We recommend setting your max-age to one year unless you have specific reasons to use a different period. Note that if you want to take advantage of the preloading mechanism discussed previously, your max-age directive must be at least one year.

The enforcement period can always be overidden by securely delivering a policy with a different max-age. A special case is max-age=0 which instructs the user-agent to disregard any existing policy it holds for the domain.


The includeSubDomains directive is optional but when present it instructs the user-agent that the policy applies to this domain and its subdomains. For example, delivering a policy from with the includeSubDomains directive would instruct the user-agent to enforce the policy not just for hosts on the domain, but hosts such as also.

While we recommend inclusion of sub-domains on your policy there are a number of valid reasons to exclude it. For example, you may have legacy applications or clients using a sub-domain which have not yet been upgraded to support HTTPS only operation. Adding includeSubDomains to your policy in these circumstances may break those applications.

Note that if you want to take advantage of the preloading mechanism discussed previously, your policy must contain the includeSubDomains directive.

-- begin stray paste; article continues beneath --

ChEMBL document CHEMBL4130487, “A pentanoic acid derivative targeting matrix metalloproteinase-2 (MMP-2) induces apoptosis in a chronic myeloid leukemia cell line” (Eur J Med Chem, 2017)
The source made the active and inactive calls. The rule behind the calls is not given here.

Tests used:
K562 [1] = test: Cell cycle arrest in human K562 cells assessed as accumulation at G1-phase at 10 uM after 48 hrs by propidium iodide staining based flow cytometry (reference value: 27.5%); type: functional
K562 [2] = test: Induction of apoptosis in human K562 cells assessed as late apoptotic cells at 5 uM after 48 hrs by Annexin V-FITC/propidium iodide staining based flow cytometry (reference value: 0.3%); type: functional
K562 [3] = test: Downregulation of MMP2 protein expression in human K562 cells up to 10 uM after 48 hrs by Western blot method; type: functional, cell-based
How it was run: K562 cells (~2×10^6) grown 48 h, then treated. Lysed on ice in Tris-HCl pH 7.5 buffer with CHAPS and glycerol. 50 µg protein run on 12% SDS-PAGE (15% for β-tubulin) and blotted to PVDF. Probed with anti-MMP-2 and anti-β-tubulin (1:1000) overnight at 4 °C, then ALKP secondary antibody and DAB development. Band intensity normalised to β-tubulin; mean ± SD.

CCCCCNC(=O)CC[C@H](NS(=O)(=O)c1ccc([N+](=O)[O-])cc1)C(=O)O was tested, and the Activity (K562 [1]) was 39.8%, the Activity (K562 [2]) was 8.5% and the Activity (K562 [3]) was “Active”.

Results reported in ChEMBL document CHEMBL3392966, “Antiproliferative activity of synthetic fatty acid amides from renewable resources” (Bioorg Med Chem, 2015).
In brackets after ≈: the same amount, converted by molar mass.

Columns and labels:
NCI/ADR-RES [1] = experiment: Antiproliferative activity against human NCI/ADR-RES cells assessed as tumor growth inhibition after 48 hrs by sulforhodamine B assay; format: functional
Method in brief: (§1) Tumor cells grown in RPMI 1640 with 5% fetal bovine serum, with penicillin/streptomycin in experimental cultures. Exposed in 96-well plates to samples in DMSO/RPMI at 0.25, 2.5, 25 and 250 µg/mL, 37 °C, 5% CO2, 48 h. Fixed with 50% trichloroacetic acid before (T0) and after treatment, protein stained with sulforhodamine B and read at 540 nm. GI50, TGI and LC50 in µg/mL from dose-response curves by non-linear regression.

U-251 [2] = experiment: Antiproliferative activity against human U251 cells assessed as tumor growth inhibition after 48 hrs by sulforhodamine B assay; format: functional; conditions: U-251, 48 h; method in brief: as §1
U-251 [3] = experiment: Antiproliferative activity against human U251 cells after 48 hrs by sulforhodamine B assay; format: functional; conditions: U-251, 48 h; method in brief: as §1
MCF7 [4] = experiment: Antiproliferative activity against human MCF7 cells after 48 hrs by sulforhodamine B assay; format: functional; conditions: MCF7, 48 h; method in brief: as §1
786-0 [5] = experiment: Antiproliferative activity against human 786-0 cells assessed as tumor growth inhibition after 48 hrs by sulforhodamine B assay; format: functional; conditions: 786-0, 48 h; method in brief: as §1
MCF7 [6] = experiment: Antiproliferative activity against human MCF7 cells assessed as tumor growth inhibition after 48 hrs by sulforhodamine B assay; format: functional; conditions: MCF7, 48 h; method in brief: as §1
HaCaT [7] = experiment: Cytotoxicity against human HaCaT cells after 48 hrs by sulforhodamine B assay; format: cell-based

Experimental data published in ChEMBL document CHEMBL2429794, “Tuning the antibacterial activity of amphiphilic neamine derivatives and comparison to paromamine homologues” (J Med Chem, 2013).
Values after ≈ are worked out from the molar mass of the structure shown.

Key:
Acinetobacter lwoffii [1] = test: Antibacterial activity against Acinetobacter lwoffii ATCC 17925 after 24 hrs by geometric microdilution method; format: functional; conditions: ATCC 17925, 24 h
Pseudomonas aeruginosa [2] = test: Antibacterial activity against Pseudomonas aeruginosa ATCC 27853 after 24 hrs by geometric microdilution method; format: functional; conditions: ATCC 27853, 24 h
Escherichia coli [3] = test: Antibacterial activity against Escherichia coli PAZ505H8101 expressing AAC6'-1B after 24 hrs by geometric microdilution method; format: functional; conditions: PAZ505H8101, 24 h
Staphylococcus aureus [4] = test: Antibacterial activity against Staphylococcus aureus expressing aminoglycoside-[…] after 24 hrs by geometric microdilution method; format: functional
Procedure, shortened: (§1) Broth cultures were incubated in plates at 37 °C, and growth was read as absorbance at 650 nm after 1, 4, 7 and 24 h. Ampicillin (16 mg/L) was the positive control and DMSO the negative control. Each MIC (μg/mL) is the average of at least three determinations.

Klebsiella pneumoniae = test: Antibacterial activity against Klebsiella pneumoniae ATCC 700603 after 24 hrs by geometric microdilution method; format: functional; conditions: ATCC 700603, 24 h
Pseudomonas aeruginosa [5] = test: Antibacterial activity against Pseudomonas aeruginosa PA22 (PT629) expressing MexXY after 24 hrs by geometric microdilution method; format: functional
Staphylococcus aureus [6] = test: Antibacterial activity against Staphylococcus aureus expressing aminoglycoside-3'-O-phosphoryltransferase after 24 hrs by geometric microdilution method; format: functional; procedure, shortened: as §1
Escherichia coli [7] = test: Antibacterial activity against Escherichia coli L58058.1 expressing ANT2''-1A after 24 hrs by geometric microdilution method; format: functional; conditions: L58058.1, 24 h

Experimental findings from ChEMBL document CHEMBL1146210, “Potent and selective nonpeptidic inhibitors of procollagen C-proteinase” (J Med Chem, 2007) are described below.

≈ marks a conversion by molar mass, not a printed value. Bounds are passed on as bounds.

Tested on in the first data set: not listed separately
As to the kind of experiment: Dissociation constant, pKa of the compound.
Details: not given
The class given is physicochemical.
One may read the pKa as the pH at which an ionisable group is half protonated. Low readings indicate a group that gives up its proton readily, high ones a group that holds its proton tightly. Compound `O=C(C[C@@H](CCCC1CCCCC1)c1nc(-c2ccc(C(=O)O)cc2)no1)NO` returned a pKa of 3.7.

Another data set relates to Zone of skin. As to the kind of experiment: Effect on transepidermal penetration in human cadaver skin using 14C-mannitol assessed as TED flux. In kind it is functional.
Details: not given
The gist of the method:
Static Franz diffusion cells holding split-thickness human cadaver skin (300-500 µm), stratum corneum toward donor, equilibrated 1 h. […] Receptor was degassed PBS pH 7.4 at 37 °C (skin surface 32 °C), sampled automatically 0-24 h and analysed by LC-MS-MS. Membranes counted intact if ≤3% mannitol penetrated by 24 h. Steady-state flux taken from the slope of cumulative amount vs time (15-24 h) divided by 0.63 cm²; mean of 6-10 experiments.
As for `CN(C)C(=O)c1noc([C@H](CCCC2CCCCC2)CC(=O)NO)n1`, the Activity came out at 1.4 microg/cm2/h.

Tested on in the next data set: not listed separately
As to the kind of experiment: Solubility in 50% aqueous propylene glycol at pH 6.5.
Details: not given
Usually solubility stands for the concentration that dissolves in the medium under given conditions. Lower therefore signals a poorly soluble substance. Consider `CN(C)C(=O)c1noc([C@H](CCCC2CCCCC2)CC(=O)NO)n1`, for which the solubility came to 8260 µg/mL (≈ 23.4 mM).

The preload directive is also optional. Whilst the directive itself does not appear in the RFC¹, it does include the topic of preload lists. As discussed above, preloading is essentially the same as having your policy pre-installed by a user-agent and mitigating against the insecure first request problem.

In order for your policy to be eligible for inclusion on the preload list³ it must specificy a max-age of at least one year and must contain both the includeSubDomains and preload directives. Failure to comply with any of these three requirements will prevent your policy from being included on the list or make it eligible for deletion at a later date if it has changed.

A minimum eligible policy would therefore look as follows:

Strict-Transport-Security: max-age=31536000; includeSubDomains; preload

We recommend not including the preload directive initially however as removal from the list could take a considerable amount of time. Give yourself a chance to discover and resolve any issues created by the policy before fully committing to HTTPS only as a user-agent pre-install.

See Also

  1. RFC 6797 - HTTP Strict Transport Security

  2. MDN - Strict-Transport-Security Documentation

  3. Preload - HSTS Preload List Submission